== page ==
Is LIC the new Unit Trust of India?
In 1993, the collapse and subsequent bailout of the old Unit Trust of India was the biggest financial crisis that an Indian financial institution had ever faced. Even though many keen observers knew that the Unit Trust was unlikely to actually be in as good health as it pretended to be, the organisation’s collapse came as a shock to its ordinary customers, writes Dhirendra Kumar.india Updated: Mar 22, 2010 21:25 IST
In 1993, the collapse and subsequent bailout of the old Unit Trust of India was the biggest financial crisis that an Indian financial institution had ever faced. Even though many keen observers knew that the Unit Trust was unlikely to actually be in as good health as it pretended to be, the organisation’s collapse came as a shock to its ordinary customers.
17 years later, there are some uncomfortable parallels between the UTI of the time and the Life Insurance Corporation of today. That UTI was a sort of mutual fund but since its existence predated the rest of the industry and the regulatory framework, there were all sorts of exceptions, some theoretical and some just practical, for these exceptions. UTI was a pool of funds outside the government’s finances that was nonetheless available to the government for certain purposes.
Some of these alternative uses of this money were official and some were private initiatives of decision-makers at different levels.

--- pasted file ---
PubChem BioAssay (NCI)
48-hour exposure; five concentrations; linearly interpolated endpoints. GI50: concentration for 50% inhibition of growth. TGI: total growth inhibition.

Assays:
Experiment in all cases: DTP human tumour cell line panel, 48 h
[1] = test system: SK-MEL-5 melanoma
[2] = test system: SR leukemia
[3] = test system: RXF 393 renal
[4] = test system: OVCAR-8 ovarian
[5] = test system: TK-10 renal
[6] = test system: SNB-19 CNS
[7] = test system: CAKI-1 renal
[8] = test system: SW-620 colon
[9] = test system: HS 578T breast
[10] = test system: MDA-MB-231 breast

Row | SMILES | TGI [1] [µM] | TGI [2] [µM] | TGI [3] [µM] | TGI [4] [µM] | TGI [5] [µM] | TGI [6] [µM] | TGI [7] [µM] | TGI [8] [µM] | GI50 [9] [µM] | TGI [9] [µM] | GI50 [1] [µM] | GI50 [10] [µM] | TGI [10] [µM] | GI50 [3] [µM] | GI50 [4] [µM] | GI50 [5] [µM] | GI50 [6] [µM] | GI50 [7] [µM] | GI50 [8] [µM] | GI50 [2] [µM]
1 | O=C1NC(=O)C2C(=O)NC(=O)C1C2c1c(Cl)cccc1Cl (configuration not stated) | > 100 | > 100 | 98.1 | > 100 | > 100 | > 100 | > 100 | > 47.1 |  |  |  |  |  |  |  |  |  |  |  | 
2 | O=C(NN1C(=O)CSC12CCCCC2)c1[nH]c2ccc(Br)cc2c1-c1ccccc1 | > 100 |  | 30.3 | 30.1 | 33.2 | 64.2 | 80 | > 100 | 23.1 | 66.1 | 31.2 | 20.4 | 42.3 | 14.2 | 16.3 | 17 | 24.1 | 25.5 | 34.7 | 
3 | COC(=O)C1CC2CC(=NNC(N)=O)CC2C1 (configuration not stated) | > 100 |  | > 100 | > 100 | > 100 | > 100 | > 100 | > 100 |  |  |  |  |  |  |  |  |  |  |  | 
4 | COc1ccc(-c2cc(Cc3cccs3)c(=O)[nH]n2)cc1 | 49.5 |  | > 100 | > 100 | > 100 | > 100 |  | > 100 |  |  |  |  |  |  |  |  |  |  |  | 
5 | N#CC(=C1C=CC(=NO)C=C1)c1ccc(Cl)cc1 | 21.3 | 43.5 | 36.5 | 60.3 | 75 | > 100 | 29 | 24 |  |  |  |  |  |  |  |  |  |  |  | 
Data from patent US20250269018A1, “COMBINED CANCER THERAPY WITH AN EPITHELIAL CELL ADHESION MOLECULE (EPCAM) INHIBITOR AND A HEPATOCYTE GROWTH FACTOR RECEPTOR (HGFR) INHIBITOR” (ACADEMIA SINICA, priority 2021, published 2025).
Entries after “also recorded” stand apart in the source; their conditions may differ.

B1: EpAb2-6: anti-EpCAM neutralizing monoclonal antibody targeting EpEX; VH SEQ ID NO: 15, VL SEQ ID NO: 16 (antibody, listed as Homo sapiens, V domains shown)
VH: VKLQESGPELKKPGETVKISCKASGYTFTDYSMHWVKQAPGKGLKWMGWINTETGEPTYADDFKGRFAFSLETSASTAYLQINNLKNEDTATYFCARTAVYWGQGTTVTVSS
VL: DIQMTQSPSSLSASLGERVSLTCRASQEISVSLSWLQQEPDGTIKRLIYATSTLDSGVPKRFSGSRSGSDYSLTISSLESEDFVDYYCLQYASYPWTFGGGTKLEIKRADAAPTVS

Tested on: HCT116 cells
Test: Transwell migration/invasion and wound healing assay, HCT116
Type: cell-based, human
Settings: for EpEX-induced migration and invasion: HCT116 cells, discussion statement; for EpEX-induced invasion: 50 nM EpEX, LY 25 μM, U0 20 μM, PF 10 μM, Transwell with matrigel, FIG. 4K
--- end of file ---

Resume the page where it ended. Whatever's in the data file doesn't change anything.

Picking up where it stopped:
The deployment of this money was not done transparently and no information was available to the public and the media at large about where it was being invested and what those investments were really worth. Investors identified UTI as an arm of the government and in terms of the marketing pitch for its products, UTI enjoyed an aura of sovereign guarantee. Everyone assumed that UTI was an impregnable fortress of financial solidity without realising how hollow years of abuse had made it.
If you sit back and think for just a moment, you will realise that there is reasonable outward evidence that the Unit Trust’s history could repeat itself with LIC. It’s true that there’s a lot that is different about the regulatory framework and the nature of LIC’s liabilities.
However, the core reasons that led to UTI’s collapse also exist for the LIC today: there is an unapologetic tendency to use the LIC as a bottomless pit of money of which there wasn’t enough accountability.
The blatant use of this money to bail out the public sector IPOs is only the most recent and the most visible example — given the lack of public information, it’s not possible to make any assumptions that everything else must be OK with LIC’s investments — just as it wasn’t with the Unit Trust.
When I first wrote about LIC’s purchases of huge amounts of shares being sold by the government a few weeks ago, a rather knowledgeable person flippantly said to me, “Why should anyone worry about this? Today LIC is rescuing the government, tomorrow the government will rescue LIC — hisaab baraabar (that evens out the score).” I wonder if it will eventually come to that.